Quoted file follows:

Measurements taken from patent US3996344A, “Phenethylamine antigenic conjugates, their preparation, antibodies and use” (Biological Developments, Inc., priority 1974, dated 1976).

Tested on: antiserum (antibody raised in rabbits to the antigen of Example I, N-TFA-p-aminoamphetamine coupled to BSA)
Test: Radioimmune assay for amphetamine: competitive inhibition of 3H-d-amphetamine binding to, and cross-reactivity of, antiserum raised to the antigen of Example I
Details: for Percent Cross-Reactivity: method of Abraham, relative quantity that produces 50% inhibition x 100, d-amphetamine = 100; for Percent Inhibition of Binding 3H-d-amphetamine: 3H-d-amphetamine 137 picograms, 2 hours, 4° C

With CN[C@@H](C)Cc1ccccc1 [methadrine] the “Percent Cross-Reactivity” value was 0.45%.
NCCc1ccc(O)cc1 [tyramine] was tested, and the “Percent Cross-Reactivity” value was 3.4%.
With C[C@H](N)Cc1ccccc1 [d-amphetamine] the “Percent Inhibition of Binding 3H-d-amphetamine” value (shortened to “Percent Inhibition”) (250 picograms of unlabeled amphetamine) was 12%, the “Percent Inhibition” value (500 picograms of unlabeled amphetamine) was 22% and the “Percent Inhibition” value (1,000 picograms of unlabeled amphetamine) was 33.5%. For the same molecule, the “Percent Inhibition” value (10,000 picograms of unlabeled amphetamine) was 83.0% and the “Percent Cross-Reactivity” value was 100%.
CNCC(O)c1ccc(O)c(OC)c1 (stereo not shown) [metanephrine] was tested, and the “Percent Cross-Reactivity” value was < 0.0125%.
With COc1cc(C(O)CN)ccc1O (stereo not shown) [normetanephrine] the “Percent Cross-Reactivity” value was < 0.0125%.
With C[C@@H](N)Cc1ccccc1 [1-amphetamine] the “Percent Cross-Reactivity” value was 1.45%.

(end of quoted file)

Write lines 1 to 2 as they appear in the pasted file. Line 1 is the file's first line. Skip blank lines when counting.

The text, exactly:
Measurements taken from patent US3996344A, “Phenethylamine antigenic conjugates, their preparation, antibodies and use” (Biological Developments, Inc., priority 1974, dated 1976).

Tested on: antiserum (antibody raised in rabbits to the antigen of Example I, N-TFA-p-aminoamphetamine coupled to BSA)